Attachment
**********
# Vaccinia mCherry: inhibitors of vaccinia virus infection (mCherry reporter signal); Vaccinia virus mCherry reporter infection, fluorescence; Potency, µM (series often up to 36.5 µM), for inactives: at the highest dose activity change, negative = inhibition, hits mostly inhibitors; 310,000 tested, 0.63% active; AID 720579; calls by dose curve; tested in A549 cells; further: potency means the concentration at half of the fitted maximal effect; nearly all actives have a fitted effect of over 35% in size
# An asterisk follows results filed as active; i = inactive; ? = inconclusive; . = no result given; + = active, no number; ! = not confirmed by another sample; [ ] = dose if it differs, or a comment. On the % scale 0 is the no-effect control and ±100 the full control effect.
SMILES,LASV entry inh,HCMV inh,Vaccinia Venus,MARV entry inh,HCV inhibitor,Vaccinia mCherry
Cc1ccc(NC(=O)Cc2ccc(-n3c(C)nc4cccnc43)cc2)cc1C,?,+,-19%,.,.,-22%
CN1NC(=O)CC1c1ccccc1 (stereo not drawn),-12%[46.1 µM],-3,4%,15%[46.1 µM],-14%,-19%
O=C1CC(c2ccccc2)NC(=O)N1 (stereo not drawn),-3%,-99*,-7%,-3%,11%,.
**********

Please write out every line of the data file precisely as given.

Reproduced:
# Vaccinia mCherry: inhibitors of vaccinia virus infection (mCherry reporter signal); Vaccinia virus mCherry reporter infection, fluorescence; Potency, µM (series often up to 36.5 µM), for inactives: at the highest dose activity change, negative = inhibition, hits mostly inhibitors; 310,000 tested, 0.63% active; AID 720579; calls by dose curve; tested in A549 cells; further: potency means the concentration at half of the fitted maximal effect; nearly all actives have a fitted effect of over 35% in size
# An asterisk follows results filed as active; i = inactive; ? = inconclusive; . = no result given; + = active, no number; ! = not confirmed by another sample; [ ] = dose if it differs, or a comment. On the % scale 0 is the no-effect control and ±100 the full control effect.
SMILES,LASV entry inh,HCMV inh,Vaccinia Venus,MARV entry inh,HCV inhibitor,Vaccinia mCherry
Cc1ccc(NC(=O)Cc2ccc(-n3c(C)nc4cccnc43)cc2)cc1C,?,+,-19%,.,.,-22%
CN1NC(=O)CC1c1ccccc1 (stereo not drawn),-12%[46.1 µM],-3,4%,15%[46.1 µM],-14%,-19%
O=C1CC(c2ccccc2)NC(=O)N1 (stereo not drawn),-3%,-99*,-7%,-3%,11%,.